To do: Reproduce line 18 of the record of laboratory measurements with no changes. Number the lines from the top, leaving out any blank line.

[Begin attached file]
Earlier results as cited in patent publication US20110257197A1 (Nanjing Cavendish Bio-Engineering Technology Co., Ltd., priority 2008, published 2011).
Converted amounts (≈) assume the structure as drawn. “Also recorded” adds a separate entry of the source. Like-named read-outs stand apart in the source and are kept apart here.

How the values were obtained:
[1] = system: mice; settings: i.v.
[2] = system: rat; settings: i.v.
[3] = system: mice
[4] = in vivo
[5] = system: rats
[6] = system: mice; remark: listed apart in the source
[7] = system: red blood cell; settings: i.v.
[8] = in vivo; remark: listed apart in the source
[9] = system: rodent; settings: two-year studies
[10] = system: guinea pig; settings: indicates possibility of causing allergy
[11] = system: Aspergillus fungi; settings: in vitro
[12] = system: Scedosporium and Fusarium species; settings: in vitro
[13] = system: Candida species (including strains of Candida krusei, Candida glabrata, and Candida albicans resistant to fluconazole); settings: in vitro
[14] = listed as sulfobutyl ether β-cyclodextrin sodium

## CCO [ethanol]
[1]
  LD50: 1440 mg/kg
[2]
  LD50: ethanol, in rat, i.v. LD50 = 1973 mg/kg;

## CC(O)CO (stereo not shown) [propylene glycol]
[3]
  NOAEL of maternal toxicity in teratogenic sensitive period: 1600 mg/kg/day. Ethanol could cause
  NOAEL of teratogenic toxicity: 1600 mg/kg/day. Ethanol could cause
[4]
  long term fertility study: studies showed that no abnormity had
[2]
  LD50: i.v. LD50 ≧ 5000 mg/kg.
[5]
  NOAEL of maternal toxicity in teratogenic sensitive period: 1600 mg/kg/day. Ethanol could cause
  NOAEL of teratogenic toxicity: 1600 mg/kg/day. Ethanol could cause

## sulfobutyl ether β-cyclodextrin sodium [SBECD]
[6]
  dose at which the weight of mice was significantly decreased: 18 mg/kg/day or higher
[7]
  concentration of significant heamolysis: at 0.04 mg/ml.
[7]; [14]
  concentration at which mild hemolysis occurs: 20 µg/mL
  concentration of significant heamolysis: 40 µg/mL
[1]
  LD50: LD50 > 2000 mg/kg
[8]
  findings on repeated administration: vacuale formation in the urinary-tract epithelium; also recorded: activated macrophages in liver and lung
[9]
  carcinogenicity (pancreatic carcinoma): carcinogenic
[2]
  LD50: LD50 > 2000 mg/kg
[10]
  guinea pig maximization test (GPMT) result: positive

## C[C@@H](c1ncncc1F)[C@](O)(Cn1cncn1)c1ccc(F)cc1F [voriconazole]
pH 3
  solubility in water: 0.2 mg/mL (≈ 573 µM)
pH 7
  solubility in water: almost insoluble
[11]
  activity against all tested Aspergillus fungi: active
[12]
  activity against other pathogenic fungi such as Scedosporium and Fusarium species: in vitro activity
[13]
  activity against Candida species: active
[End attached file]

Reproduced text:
## CCO [ethanol]